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Abirami Santhanam, Andre Torricelli, Jiahui Wu, Steven E Wilson, ; The epithelial basement membrane component perlecan is produced by stromal cells in vitro. Invest. Ophthalmol. Vis. Sci. 2015;56(7 ):4902.
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To investigate the production of the corneal epithelial basement membrane (BM) component perlecan by cultured stromal cells.
Keratocytes were isolated from fresh rabbit corneal stroma treated with hyaluronidase and collagenase for 24 hours. Keratocytes were then grown in different serum conditions 1%, 5% and 10% FBS with or without the growth factors FGF-2 (40ng/ml) and heparin sulfate (HS) (5ug/ml) or TGF-β (2ng/ml) for 60-72 hours. Different culture condition effects were analyzed by real time PCR, immunostaining and western blots for the cell specific markers keratocan, lumican and alpha-smooth muscle actin (SMA). Perlecan mRNA synthesis was analyzed by QPCR and protein production by western blotting, immunostaining and ELISA.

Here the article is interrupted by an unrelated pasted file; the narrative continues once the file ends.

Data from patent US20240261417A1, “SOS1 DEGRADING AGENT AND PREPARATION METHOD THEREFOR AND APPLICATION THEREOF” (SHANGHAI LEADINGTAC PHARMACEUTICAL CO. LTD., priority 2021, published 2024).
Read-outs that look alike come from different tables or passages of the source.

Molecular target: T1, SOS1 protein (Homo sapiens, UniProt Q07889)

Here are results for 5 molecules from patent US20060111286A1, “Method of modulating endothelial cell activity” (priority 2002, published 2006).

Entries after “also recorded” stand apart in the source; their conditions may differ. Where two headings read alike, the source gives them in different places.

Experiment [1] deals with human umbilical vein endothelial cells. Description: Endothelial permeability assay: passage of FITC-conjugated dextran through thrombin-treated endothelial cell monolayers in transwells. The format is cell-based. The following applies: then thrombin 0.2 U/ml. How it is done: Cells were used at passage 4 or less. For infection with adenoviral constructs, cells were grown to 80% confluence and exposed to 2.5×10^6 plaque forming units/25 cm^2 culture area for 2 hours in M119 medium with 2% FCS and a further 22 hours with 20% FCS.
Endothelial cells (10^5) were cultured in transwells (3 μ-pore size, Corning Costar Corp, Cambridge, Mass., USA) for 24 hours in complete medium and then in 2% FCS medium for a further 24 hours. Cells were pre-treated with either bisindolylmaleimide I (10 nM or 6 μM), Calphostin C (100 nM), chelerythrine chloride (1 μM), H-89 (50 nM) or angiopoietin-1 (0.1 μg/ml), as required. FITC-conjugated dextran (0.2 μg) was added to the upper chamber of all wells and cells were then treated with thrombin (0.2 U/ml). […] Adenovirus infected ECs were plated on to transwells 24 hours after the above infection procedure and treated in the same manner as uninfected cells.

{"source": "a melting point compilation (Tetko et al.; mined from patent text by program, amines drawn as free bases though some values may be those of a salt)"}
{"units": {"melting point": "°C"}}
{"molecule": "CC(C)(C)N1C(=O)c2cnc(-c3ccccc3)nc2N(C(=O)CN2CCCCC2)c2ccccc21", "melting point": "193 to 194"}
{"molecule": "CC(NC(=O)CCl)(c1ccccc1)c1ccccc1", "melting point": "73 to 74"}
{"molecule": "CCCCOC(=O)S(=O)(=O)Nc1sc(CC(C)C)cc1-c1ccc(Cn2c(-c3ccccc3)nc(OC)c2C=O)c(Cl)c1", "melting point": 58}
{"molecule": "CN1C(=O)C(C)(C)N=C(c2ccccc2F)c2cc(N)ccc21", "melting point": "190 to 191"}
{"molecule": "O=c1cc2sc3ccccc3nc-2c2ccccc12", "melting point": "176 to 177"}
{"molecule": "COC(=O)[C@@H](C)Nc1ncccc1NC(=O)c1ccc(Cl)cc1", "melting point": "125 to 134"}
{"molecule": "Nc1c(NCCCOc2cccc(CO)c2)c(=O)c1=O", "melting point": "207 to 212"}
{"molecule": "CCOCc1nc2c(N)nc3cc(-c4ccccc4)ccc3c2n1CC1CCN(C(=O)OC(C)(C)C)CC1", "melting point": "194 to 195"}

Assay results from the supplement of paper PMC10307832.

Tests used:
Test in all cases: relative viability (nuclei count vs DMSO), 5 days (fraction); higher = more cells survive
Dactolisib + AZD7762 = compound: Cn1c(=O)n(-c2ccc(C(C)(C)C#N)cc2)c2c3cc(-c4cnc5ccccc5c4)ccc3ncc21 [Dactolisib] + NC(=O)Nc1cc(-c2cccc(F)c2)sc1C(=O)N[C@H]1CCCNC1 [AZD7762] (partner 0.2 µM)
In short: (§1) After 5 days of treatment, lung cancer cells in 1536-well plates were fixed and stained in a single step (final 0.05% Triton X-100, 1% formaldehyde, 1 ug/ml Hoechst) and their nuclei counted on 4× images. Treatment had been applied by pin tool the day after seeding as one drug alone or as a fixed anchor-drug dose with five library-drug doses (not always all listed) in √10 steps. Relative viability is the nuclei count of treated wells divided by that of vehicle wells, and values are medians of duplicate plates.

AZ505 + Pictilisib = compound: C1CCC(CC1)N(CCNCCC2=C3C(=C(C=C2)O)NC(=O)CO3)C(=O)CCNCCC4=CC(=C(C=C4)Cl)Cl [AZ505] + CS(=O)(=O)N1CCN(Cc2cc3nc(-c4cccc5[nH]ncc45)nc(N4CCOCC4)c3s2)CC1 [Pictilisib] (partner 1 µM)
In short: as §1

Keratocytes grown in serum-free medium expressed high levels of keratocan and lumican (keratocan+, lumican+ and SMA-) while those grown in 10% FBS with FGF-2 expressed low levels and were corneal fibroblasts (keratocan- lumican- and SMA-). As the serum concentration increased, the cultured cells became less keratocyte and more corneal fibroblast in phenotype. Analysis of α-SMA revealed that cells grown in 1% FBS with TGF-β expressed high levels of α-SMA and were myofibroblasts (keratocan- lumican- and SMA+). Keratocytes produced more perlecan protein than corneal fibroblasts or myofibroblasts (Fig.1).
Keratocytes grown in vitro produce perlecan that likely contributes to epithelial basement membrane regeneration in vivo. Corneal fibroblasts and myofibroblasts also produce perlecan, albeit at lower levels than keratocytes.
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